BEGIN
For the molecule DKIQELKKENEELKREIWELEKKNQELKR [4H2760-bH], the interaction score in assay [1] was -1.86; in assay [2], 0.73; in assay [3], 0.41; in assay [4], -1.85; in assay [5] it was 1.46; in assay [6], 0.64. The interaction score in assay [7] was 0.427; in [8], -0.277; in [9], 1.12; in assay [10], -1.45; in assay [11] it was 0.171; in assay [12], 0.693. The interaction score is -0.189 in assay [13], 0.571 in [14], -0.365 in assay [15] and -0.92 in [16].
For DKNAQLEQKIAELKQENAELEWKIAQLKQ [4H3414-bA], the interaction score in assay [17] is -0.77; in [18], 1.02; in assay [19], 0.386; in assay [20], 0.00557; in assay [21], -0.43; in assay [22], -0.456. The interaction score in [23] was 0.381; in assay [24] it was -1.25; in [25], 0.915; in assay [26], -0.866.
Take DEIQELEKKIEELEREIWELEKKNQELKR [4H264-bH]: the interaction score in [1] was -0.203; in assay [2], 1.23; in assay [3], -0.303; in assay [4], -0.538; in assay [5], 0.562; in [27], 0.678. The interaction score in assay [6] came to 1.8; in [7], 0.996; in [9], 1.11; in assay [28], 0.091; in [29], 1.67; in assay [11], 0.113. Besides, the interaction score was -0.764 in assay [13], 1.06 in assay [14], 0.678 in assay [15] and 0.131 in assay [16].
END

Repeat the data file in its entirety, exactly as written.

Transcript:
For the molecule DKIQELKKENEELKREIWELEKKNQELKR [4H2760-bH], the interaction score in assay [1] was -1.86; in assay [2], 0.73; in assay [3], 0.41; in assay [4], -1.85; in assay [5] it was 1.46; in assay [6], 0.64. The interaction score in assay [7] was 0.427; in [8], -0.277; in [9], 1.12; in assay [10], -1.45; in assay [11] it was 0.171; in assay [12], 0.693. The interaction score is -0.189 in assay [13], 0.571 in [14], -0.365 in assay [15] and -0.92 in [16].
For DKNAQLEQKIAELKQENAELEWKIAQLKQ [4H3414-bA], the interaction score in assay [17] is -0.77; in [18], 1.02; in assay [19], 0.386; in assay [20], 0.00557; in assay [21], -0.43; in assay [22], -0.456. The interaction score in [23] was 0.381; in assay [24] it was -1.25; in [25], 0.915; in assay [26], -0.866.
Take DEIQELEKKIEELEREIWELEKKNQELKR [4H264-bH]: the interaction score in [1] was -0.203; in assay [2], 1.23; in assay [3], -0.303; in assay [4], -0.538; in assay [5], 0.562; in [27], 0.678. The interaction score in assay [6] came to 1.8; in [7], 0.996; in [9], 1.11; in assay [28], 0.091; in [29], 1.67; in assay [11], 0.113. Besides, the interaction score was -0.764 in assay [13], 1.06 in assay [14], 0.678 in assay [15] and 0.131 in assay [16].